New Orleans, Louisiana
June 26, 2016
June 26, 2016
August 28, 2016
Entrepreneurship & Engineering Innovation
With the proliferation of technologies that are able to overcome the obstacles of time and space, it is inevitable that change would transform and reshape the traditional ways of doing things. In higher education, the impact of educational technologies and their potential to enhance the teaching and learning experiences as well as improve learning outcomes is yet to be felt in any tangible way. This is mainly attributed to the lack of motivation by faculty to utilize new technologies in their classrooms. To further motivate faculty to introduce and integrate digital technologies into the classroom as teaching aids, a comprehensive plan was developed at Texas A&M University at Qatar (TAMUQ) to promote and encourage the use of technology in innovative ways.
The groundwork for triggering successful technology adoption cycles requires developing targeted strategies that promote the use of technology. Transitioning from the state of non-acceptance to the state of adoption involves going through several intermediary stages that inform, train, and reward faculty members. Although strategies employed at TAMUQ address each of the three stages, they go beyond the goal of adoption to stimulate innovation. In order to promote the innovative use of technology, an annual Teaching Innovation with Technology competition was introduced with the goal of encouraging faculty to experiment with new technologies and assess their impact on their classrooms. The competition has been running for two years and has resulted in several innovative ideas.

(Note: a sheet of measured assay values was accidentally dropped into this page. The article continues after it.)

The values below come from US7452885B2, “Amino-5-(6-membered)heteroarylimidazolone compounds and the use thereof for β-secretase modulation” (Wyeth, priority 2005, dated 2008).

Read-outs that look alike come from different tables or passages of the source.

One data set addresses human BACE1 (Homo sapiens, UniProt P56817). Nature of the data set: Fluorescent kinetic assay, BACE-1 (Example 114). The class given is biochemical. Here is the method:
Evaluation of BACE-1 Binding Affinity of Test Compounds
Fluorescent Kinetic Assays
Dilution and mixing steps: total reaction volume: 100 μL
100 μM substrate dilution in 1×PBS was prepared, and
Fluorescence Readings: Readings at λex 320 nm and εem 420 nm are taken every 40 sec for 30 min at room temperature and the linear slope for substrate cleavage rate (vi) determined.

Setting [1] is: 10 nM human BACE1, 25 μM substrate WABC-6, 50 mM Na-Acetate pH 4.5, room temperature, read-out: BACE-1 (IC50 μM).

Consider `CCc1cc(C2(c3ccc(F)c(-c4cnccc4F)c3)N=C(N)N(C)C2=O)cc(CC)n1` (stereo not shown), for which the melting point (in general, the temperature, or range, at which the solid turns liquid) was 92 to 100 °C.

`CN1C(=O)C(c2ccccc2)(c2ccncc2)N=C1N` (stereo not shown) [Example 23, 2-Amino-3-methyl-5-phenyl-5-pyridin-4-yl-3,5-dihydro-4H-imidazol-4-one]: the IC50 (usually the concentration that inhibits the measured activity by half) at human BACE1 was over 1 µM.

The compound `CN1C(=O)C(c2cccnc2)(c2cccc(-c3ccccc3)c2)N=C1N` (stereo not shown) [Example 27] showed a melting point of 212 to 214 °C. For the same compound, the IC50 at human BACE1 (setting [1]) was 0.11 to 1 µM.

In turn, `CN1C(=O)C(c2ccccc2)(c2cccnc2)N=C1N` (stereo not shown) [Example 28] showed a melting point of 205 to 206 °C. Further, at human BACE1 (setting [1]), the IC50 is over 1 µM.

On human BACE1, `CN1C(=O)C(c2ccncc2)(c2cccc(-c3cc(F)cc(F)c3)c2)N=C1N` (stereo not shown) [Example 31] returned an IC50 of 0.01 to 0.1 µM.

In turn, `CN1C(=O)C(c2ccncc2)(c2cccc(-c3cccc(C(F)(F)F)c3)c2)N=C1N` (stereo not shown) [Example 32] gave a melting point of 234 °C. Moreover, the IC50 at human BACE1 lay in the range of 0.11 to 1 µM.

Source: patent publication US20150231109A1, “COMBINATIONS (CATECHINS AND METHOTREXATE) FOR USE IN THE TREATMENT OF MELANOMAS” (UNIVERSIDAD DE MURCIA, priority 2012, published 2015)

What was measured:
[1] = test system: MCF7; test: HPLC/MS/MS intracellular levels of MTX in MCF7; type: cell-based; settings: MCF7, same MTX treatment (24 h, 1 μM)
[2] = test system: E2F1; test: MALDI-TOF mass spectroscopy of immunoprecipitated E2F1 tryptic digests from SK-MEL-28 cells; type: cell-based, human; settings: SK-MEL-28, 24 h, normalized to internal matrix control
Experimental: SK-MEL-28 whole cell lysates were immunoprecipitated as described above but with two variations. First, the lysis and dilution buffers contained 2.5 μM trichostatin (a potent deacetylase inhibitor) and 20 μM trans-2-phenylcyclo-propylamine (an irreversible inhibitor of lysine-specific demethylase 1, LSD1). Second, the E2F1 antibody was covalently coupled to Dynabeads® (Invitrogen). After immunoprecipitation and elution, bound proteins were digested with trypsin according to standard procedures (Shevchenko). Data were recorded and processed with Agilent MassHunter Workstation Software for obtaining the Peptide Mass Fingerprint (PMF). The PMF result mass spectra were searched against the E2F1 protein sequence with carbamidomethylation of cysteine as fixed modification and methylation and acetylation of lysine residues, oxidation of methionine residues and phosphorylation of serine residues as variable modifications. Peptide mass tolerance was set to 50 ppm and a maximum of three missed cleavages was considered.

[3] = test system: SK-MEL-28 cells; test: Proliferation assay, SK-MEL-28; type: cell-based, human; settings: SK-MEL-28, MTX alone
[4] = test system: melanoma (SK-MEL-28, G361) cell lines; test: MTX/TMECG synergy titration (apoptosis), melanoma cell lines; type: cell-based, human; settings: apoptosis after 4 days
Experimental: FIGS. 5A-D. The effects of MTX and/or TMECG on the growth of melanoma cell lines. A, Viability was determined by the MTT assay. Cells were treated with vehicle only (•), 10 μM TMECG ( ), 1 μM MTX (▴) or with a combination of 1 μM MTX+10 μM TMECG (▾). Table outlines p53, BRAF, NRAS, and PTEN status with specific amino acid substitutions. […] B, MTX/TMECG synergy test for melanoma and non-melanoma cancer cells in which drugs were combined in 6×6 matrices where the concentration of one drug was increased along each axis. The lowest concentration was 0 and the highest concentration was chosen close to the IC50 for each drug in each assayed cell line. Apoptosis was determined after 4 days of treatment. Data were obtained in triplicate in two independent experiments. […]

This paper summarizes the results from the three finalist projects coming out of the second year competition. The results demonstrate that technology can reshape teaching and learning in engineering education in productive ways. On one hand, students involved in classes that employed technology to complement the educational process have become more interested and engaged in their classrooms. On the other hand, faculty exposed to motivational strategies have become more receptive to the idea of employing and experimenting with new technologies in innovative ways.
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